Wimbledon champion Simona Halep fan of club’s traditions

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WIMBLEDON, England — The newest champion at Wimbledon is a big fan of the All England Club’s oldest traditions.

The tennis whites, the strict rules, even the green grass. And the flowers. Don’t forget the thousands of blooming petals dotted around the grounds in the very Wimbledon shades of purple, green and white.

“I love flowers. The colors,” gasped Halep, speaking a short time after winning her second major title on Saturday by denying Serena Williams her 24th. “The people, they are very well dressed. The elegance of everywhere you go.”

Halep wasn’t exactly dressed for Sunday night’s Champions Dinner while speaking to a small group of reporters following her 6-2, 6-2 victory, but she was wearing something that was even more special to her.

Her brand new Wimbledon member’s badge.

“Looks good,” said the 27-year-old Romanian, brushing her hand over the round, purple button newly pinned to her gray sweat jacket.

“Everything makes this tournament very special,” Halep added. “I never thought I’d be able to win on grass so when I did it, makes it huge.”

Halep grew up playing mainly on clay, a slower surface that usually results in longer rallies on each point. She never used to feel comfortable on grass, she said, partly because she hardly ever got to play on it.

But things have changed in recent years, and the former No. 1 on the women’s tour made a conscious effort to improve her grass-court game. She made the semifinals at Wimbledon back in 2014, but lost in the first round a year later.

To succeed now, she knew she had to change her mindset. To be more aggressive.

“I like to be defensive, but here you have no chance if you are defensive,” said Halep, who also won last year’s French Open title. “And then the serve, which was very important the whole tournament.”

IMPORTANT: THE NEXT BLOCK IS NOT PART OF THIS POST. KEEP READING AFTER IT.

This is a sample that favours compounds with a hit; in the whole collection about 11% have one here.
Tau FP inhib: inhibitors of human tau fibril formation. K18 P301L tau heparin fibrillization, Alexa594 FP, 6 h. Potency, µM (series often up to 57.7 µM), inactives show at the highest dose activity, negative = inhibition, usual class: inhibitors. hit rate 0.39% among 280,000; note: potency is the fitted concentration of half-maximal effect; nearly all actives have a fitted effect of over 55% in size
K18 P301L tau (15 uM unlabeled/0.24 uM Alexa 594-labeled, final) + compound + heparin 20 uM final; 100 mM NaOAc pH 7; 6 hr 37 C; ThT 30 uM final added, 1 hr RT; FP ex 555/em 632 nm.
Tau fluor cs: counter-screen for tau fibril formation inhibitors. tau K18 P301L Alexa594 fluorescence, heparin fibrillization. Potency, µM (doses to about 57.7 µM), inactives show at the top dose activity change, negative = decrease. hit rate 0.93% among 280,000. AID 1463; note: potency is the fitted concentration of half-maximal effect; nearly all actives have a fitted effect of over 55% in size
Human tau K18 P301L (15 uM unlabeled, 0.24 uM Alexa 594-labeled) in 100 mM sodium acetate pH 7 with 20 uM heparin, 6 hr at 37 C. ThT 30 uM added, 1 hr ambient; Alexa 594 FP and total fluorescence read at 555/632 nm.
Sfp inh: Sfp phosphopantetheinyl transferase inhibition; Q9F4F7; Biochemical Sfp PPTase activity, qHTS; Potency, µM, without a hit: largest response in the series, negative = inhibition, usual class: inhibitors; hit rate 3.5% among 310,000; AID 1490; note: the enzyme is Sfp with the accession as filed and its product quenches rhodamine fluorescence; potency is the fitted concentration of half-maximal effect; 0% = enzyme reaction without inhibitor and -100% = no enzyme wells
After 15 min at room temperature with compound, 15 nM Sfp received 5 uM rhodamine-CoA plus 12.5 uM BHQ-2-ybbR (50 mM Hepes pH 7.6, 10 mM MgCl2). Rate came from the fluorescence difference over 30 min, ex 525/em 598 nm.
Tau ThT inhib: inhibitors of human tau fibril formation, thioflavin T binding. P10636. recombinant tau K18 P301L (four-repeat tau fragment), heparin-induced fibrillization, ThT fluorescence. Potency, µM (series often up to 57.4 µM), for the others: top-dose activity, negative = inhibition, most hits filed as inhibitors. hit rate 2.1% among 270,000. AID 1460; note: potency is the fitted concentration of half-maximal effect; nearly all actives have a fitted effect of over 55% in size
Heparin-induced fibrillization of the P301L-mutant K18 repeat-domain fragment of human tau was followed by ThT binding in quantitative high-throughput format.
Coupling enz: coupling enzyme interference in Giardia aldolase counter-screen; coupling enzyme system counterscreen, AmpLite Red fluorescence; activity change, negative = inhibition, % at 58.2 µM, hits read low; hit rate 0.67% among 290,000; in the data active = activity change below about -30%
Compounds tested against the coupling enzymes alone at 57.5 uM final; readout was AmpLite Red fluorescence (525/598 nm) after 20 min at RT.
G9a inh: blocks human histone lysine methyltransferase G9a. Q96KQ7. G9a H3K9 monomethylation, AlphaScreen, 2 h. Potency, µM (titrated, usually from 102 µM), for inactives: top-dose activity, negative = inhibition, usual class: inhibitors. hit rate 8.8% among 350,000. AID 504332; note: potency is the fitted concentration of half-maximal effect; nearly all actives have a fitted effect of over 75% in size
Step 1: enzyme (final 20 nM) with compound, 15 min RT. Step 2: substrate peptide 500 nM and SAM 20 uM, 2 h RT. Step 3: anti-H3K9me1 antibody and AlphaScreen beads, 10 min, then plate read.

Another important aspect in Saturday’s final was handling her nerves against a player who had won the Wimbledon title on seven previous occasions and was looking to equal the all-time record of 24 majors overall.

Halep managed to do that, too, but said there was still more to be done, more issues to overcome.

“I had to play perfect to be able to win against her,” said Halep, who did just that, playing about as perfect as one can on that giant stage, with the Duchess of Cambridge and the Duchess of Sussex looking on from the Royal Box.

Williams has a big serve and hits the ball hard from anywhere on court. Halep got to almost all of them, and returned them cleanly, too.

She finished with only three unforced errors in the entire match, the fewest in a final since records started being kept at Wimbledon in 1998. Williams, on the other hand, committed 26 unforced errors – double digits in each set.

Watching it all unfold from the players’ box was Halep’s mother, who had years ago goaded her daughter into wanting to get to the Wimbledon final. But for Mrs. Halep, it wasn’t really about the game itself.